Over the weekend Moneytalk radio host Bob Brinker chastised a caller for wanting to devote some percentage (in the area of 10%-20%) of his asset holdings to gold. The caller reasoned that in the case of some globally catastrophic event (major flu pandemic, largescale nuclear war, a big meteor hitting the planet) which sent international markets plummeting, gold represents the best stability of value guarantee. Even though T-notes and most bank investments are backed by the US Treasury, the infrastructure might not be there to deliver the cash, which in any case would probably be of little value due to astronomical inflation.
Brinker doesn't like commodity investments period, as the investment advice he dispenses is consistently targeted at the valuation of assets at retirement. And in terms of realizing a competitive return over some extended period of time, gold is really the bottom of the barrel, worth about the same today as it was worth in 1980. Brinker, in rejecting the caller's suggestion, agreed that gold is a bulwark against major losses during a recession, but so are treasuries, especially I-bonds which offer protection against inflation. Better to hold those, as they will continue to modestly gain value during much more frequent periods of economic growth.
It seems to me the two were talking past one another. Gold serves as an economic anchor, performing well during downturns. After the tech bubble burst earlier in the decade, gold rose steadily until the beginning of '06, and has since inched back downwards, suggesting the economic slump is fully behind us. Similarly, it spiked in the late seventies and early eighties during a period of high inflation. During the recession of '87, it also shot upwards, reaching a highmark that it wouldn't return to for more than a decade. Although comparisons over several centuries are confounded by new deposit discoveries (potentially altering the price of gold significantly without respect to other economic indicators), gold reached its zenith just as Columbus was sailing westward, presaging the era of the most explosive economic growth in the history of modern man.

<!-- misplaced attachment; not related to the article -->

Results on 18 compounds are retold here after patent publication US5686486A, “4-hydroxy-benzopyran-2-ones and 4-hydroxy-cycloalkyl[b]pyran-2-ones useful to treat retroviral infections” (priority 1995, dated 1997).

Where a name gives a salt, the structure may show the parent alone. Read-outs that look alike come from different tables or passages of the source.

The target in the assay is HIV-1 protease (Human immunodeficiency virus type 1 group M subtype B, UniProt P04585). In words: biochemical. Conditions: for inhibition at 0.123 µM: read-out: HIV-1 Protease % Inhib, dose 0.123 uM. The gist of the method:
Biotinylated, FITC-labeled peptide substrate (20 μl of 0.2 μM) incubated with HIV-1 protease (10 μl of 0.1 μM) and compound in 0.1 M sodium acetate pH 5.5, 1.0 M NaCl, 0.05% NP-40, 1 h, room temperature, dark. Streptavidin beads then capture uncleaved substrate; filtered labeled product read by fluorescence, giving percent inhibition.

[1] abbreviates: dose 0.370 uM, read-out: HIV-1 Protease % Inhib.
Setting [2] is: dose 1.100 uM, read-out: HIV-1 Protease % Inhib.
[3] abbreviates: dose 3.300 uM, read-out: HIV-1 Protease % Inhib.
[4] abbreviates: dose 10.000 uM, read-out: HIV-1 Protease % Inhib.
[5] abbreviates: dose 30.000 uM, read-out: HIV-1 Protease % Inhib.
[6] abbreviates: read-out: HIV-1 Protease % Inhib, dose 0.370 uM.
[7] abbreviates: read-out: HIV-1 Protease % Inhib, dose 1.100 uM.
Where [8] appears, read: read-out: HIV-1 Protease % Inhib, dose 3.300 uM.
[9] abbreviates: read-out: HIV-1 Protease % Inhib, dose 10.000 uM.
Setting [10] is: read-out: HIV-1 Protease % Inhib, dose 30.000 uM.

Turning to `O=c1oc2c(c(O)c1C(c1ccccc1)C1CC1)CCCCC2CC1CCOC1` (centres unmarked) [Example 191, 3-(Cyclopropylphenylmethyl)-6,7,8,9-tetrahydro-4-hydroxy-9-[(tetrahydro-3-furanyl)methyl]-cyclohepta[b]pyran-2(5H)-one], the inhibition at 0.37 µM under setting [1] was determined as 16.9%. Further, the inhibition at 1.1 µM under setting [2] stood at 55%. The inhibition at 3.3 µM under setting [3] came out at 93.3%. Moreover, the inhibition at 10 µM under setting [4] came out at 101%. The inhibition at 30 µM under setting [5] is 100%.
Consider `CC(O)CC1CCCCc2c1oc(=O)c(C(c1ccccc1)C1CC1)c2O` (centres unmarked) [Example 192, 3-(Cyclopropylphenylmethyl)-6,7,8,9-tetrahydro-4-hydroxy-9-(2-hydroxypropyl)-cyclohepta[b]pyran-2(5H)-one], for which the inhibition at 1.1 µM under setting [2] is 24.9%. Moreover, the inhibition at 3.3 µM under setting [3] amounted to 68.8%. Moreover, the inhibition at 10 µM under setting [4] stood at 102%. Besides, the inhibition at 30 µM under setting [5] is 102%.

This in contrast to I-bonds, which merely hold their value during recessions (but don't hemorrhage value during periods of economic growth or dollar strengthening).
The caller wanted absolute assurance, period, while Brinker wanted absolute assurance assuming the US federal government continued to exist as it does today. In his antagonism toward commodities, Brinker refused to give his approval, which was all the caller had sought after in the first place.
Brinker should've delved into the caller's plans more deeply, instead of rejecting him out-of-hand. If the goal is to find a guarantor of economic value given the most catastrophic of circumstances, how is he holding the gold? If he's using a company like Kitco, is he planning on using a pool account, storing with a global bank like HSBC, or keeping the bullion at his own residency? Only the latter would make sense, given an infrastructure meltdown.
Has he considered what might be superior even to bullion in the basement? Like ten pound cans, jugs of water, knives, firearms, a maintained garden, gasoline and kerosene reserves on-hand, a bike with durable tires, residency outside of metro conurbation and preferably even outside of the suburbs, proximity to a stocked body of water, fishing equipment, keeping in good shape, and the like? If a disastrous return to the primordial state came upon our world, these concerns easily trump what sort of currency stores he has in storage.